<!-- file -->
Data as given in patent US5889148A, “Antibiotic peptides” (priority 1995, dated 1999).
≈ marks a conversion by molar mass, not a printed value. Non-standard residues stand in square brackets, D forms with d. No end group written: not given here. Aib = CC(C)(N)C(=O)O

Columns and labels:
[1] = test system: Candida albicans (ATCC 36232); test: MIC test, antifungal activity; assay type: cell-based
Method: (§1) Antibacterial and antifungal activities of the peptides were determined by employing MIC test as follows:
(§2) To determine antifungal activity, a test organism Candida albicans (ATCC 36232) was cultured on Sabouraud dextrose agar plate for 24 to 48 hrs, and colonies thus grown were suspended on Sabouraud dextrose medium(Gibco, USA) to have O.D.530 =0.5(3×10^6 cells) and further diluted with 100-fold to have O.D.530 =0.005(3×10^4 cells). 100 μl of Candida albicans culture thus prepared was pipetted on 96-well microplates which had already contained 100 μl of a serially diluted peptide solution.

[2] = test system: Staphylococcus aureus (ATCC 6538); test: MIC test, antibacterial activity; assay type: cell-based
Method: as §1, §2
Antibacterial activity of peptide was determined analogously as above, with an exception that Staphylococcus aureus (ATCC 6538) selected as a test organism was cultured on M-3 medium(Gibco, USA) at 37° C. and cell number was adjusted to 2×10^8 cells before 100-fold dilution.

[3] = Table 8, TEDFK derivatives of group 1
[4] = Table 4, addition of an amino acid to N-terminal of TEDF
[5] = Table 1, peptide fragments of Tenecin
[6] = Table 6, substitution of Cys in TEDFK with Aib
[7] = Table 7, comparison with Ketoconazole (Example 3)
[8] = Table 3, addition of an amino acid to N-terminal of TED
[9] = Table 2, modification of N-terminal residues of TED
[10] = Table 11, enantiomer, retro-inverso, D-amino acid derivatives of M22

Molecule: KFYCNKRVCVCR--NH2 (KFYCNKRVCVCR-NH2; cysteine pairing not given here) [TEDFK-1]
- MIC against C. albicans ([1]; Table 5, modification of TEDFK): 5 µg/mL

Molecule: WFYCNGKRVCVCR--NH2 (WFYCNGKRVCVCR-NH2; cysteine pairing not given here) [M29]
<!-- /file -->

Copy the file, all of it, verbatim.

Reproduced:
Data as given in patent US5889148A, “Antibiotic peptides” (priority 1995, dated 1999).
≈ marks a conversion by molar mass, not a printed value. Non-standard residues stand in square brackets, D forms with d. No end group written: not given here. Aib = CC(C)(N)C(=O)O

Columns and labels:
[1] = test system: Candida albicans (ATCC 36232); test: MIC test, antifungal activity; assay type: cell-based
Method: (§1) Antibacterial and antifungal activities of the peptides were determined by employing MIC test as follows:
(§2) To determine antifungal activity, a test organism Candida albicans (ATCC 36232) was cultured on Sabouraud dextrose agar plate for 24 to 48 hrs, and colonies thus grown were suspended on Sabouraud dextrose medium(Gibco, USA) to have O.D.530 =0.5(3×10^6 cells) and further diluted with 100-fold to have O.D.530 =0.005(3×10^4 cells). 100 μl of Candida albicans culture thus prepared was pipetted on 96-well microplates which had already contained 100 μl of a serially diluted peptide solution.

[2] = test system: Staphylococcus aureus (ATCC 6538); test: MIC test, antibacterial activity; assay type: cell-based
Method: as §1, §2
Antibacterial activity of peptide was determined analogously as above, with an exception that Staphylococcus aureus (ATCC 6538) selected as a test organism was cultured on M-3 medium(Gibco, USA) at 37° C. and cell number was adjusted to 2×10^8 cells before 100-fold dilution.

[3] = Table 8, TEDFK derivatives of group 1
[4] = Table 4, addition of an amino acid to N-terminal of TEDF
[5] = Table 1, peptide fragments of Tenecin
[6] = Table 6, substitution of Cys in TEDFK with Aib
[7] = Table 7, comparison with Ketoconazole (Example 3)
[8] = Table 3, addition of an amino acid to N-terminal of TED
[9] = Table 2, modification of N-terminal residues of TED
[10] = Table 11, enantiomer, retro-inverso, D-amino acid derivatives of M22

Molecule: KFYCNKRVCVCR--NH2 (KFYCNKRVCVCR-NH2; cysteine pairing not given here) [TEDFK-1]
- MIC against C. albicans ([1]; Table 5, modification of TEDFK): 5 µg/mL

Molecule: WFYCNGKRVCVCR--NH2 (WFYCNGKRVCVCR-NH2; cysteine pairing not given here) [M29]